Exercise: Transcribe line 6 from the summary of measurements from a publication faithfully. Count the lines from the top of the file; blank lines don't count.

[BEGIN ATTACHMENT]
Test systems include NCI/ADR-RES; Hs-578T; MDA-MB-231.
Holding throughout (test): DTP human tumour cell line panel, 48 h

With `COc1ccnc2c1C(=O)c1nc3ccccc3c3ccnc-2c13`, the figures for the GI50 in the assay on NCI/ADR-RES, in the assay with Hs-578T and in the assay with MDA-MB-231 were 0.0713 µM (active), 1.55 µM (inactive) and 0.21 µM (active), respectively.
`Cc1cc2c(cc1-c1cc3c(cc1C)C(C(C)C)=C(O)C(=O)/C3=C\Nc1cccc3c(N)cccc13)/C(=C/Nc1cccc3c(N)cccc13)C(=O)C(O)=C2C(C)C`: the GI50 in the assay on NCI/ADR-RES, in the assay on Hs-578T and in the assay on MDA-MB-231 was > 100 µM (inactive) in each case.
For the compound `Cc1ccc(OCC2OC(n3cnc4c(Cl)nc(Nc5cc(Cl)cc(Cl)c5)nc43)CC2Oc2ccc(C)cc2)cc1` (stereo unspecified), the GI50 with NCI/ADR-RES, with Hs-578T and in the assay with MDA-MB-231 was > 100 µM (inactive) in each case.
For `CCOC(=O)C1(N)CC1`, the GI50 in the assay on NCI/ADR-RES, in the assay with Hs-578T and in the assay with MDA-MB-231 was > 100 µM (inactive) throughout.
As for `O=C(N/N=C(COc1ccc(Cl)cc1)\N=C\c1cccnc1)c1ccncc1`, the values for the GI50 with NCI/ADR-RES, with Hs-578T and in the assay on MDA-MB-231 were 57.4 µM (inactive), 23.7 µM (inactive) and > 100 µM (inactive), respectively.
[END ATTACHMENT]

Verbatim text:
For `CCOC(=O)C1(N)CC1`, the GI50 in the assay on NCI/ADR-RES, in the assay with Hs-578T and in the assay with MDA-MB-231 was > 100 µM (inactive) throughout.